He always puts the game before the result, and it is therefore, all the more pleasing to record that he was able to lead his team through last season without a defeat in Saturday games. A fastish-medium bowler, he usually opens the attack, and has many useful performances to his credit.
As a batsman he would do better if he went in earlier, but is probably wise to save his energies for bowling. He has taken over 500 wickets for Chingford. In 1923 he topped the batting averages, scoring a century against Southend. As captain, he handles the bowling well, and in the field is an excellent example to the side.
He is married and “allows” his wife to undertake the honorary and arduous task of scoring for the 1st XI.
He has played soccer for Chingford but now plays golf during the winter months, though we have not heard what his handicap is lately.
HAROLD FRUIN – The Wanderer who Returned
HAROLD ALFRED HALCROW FRUIN was born in Loughton, and was educated at West Buckland School. North Devon, where he won his colours at cricket and rugger.
He joined Chingford in 1928, but his first membership of the club was short, as in the middle of 1929 he went to sea with the Blue Star Line. During the time he was far away, he visited many distant lands, but the opportunities for cricket were small.
Returning to England in 1932, he rejoined Chingford and has been a most useful member of the club since.
Before going to sea, he showed promise of becoming a really good cricketer, his natural footwork being of immense advantage to him. Since taking the game up again, he has shown every prospect of fulfilling his early promise, and there is no doubt Chingford is to be congratulated on having such a useful all-rounder available.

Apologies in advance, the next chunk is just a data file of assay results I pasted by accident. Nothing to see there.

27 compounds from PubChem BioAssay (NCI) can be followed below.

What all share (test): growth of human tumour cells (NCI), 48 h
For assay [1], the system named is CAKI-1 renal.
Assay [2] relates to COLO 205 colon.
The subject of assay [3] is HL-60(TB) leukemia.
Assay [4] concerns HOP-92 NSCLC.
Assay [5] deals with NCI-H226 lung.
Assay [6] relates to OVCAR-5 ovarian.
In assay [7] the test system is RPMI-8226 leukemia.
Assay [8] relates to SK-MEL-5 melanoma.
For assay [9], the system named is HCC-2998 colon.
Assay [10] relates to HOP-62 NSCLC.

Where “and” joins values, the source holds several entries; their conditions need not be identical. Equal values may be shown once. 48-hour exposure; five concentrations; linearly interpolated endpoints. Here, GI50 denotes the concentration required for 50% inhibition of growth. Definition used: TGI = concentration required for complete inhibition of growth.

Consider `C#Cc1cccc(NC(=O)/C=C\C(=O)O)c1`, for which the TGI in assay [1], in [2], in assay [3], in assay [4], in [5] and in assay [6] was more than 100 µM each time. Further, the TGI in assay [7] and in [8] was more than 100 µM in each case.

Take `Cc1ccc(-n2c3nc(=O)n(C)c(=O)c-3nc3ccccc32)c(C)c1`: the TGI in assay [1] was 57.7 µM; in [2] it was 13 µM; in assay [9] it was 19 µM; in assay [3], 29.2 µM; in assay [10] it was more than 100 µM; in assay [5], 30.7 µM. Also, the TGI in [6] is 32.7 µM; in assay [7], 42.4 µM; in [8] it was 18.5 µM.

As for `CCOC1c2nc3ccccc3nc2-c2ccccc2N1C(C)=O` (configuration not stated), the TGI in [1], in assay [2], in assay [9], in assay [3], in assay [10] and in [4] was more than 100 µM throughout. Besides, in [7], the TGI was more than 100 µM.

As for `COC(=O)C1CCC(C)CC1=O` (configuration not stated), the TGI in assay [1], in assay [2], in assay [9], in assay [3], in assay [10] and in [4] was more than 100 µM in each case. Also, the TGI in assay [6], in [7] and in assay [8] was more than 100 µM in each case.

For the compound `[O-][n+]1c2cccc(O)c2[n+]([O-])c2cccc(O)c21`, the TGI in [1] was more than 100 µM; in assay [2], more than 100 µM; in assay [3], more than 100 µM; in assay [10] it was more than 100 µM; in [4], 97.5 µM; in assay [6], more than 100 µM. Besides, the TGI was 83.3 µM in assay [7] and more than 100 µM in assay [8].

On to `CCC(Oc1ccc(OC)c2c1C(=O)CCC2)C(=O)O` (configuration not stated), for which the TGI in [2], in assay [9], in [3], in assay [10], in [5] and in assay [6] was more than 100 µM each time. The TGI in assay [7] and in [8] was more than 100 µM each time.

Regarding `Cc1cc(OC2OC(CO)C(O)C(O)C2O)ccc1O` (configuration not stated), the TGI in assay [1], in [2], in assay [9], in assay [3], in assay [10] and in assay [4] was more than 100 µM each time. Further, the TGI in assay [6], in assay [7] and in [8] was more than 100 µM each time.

His batting is quick footed, his bowling, though erratic at times, is promising, his fielding sometimes brilliant, and he is a wicket-keeper who bids fair to become well above the average.
Though at the moment he is not a regular 1st XI man, there is no doubt that he is earmarked for a position in the side before long if he develops as he should, along his present lines.
RHA GARNER – Tomorrow’s Bridegroom
REGINALD HA GARNER was born in Hackney on December 1st, 1907, and has resided in Chingford for 21 years. He was educated at Bancroft’s and played for Chingford several times before entering into full membership of the club in 1927.
As a boy, he was a very promising soccer player, but in 1925 he broke a leg, and has not taken it up seriously since.
For three years he played regularly for the 1st XI, but last season he was prevailed upon to take over the captaincy of the 2nd XI, where his experience and personality are of inestimable service to the club.
As a cricketer he falls into the category of “all-rounder”. He has many useful scores to his credit, and can bowl quite a good medium paced ball, while his fielding is sound.
Tomorrow (Saturday) he is “bravely” taking on additional responsibilities, as that is the date of his forthcoming marriage to Miss Doris Taylor, only daughter of Mr AW Taylor, for many years a vice-president and stalwart supporter of the club. The good wishes of everyone interested in local sport will be extended to this popular couple.
ERIC GREY – Full of Beans
ERIC TERENCE GREY was born in Leyton on 6th May 1909. He was educated at Monoux School, where he played for the 1st XI at both cricket and soccer.
Prior to joining Chingford in 1932, his only other club of note was Walthamstow Wanderers.
He is a distinct personality, and is definitely one of the keenest players of the club. His enthusiasm is such that he is apt to take rather too much out of himself in following out his principle that nothing is worth doing if it does not call for the complete expenditure of energy.
Lately he has been playing regularly for the 1st XI, and as might be expected of one with such enthusiastic ideas, he is a bowler who puts his whole heart and soul into slinging down fast stuff. Actually he bowls better when putting down fastish medium balls, coming in from the off, and he has been known to experiment with leg breaks, but he would probably be well advised to concentrate on one style, and avoid the risk of falling between two stools.